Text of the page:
Food waste remains a huge problem around the world - 1.3 billion tons of food every year according to the UN’s Food and Agriculture Organization. Some 40% of food waste in the United States is directly as a result of what we, as individuals, throw out at home or when we eat out. I know I'm as guilty as the next guy. Tons of food over the years, I'm sure, and all the packaging that the food comes in too!
Policy makers, think tank thinkers and academics have been dialing up the message of food waste for the past decade or so. The message has become more urgent. More strident. Why? Climate change. Food waste has been identified as a meaningful contributor to greenhouse gas emissions. This has spurred additional activists, environmentalists, a rash of op-eds and entrepreneurs hoping to help fix the problem. Not a week goes by when I don’t see an article in the business media about a start-up trying to tackle food waste.
It’s also not hard to find articles in consumer magazines that offer "X easy ways to reduce food waste at home." "How To" books have been published on topic. And I found a long list of ideas on how to reduce food waste on the government's EPA web site, that groups ideas into planning, shopping, storage, and meal preparation categories. The NRDC has a web site dedicated to the topic, with software tools for every step of the process.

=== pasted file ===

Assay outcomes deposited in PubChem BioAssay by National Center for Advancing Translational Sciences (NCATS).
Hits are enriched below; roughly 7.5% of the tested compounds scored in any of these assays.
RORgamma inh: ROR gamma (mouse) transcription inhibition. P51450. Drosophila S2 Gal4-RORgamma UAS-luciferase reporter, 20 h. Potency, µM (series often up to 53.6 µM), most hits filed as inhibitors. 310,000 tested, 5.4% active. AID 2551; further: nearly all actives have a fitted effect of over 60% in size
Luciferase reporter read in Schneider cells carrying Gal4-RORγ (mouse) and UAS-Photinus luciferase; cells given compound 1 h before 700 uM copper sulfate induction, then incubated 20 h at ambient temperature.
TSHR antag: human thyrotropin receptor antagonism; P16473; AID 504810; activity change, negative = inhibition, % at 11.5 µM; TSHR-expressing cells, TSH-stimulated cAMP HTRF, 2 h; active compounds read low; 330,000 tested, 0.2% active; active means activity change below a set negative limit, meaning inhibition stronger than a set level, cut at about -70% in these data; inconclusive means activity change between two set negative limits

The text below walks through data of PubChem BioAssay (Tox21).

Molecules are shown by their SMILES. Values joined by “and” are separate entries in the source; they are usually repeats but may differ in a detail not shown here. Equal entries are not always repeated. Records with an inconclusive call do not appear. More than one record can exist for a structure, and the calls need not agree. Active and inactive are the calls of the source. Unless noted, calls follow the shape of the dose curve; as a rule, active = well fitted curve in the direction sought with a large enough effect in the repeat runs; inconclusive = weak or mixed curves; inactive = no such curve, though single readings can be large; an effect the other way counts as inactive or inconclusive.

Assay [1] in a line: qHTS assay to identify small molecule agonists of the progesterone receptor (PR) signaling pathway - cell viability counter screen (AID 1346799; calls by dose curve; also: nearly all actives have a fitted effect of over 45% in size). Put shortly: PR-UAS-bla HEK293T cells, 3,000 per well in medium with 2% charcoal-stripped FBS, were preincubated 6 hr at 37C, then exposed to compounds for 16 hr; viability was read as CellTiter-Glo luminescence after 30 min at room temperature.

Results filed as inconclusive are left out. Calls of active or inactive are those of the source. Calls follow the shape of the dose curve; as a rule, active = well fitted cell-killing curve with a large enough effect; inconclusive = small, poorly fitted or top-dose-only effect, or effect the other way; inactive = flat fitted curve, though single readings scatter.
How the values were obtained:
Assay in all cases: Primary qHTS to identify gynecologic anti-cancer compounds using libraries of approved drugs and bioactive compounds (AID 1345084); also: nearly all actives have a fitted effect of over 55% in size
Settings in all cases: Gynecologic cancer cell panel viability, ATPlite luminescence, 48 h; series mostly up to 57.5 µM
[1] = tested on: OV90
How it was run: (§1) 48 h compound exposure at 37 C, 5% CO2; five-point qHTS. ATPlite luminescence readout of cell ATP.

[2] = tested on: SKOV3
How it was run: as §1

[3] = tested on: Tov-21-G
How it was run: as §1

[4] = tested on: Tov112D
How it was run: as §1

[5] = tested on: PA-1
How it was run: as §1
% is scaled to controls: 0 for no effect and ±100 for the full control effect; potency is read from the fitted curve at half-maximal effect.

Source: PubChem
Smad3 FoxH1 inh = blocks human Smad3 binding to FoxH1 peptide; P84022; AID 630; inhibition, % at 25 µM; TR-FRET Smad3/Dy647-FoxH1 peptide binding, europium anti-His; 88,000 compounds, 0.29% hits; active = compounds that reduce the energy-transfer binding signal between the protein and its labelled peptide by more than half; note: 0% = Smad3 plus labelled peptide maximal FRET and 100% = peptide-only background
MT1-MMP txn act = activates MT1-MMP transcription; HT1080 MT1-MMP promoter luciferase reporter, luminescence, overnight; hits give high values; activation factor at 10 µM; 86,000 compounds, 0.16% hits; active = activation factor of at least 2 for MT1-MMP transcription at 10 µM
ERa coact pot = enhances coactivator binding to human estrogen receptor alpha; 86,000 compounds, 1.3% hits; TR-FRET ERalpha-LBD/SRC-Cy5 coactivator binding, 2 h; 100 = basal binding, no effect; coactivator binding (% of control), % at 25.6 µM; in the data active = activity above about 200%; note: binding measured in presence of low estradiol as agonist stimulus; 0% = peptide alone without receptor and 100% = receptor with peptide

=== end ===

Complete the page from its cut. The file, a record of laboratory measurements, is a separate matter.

I perused these lists, tips, and tools. I quickly realized that our family doesn’t follow many of the suggestions. It’s not surprising that we generate a lot of food trash. I got to thinking about why the average American family creates so much food waste, and how difficult it might be to change our planning, shopping, and meal preparation habits so that we can reduce this waste.
In this episode of Talk to Me About Food, I share findings from interviews I conducted with a handful of primary food shoppers around this topic, among them a list of what are likely the most effective of the 37 (!) suggestions, as well as thoughts on how to make other ideas more doable. Our relationship with the process of getting and making food is complicated... I also discuss an example of how the latest technology might help us act on our best intentions to reduce food waste at home.
10/01/19 • 30 min
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Food waste is making the headlines. It starts at the farm, but everyone along the food chain bears responsibility. There are lots of easy things you and I can do to reduce food waste.
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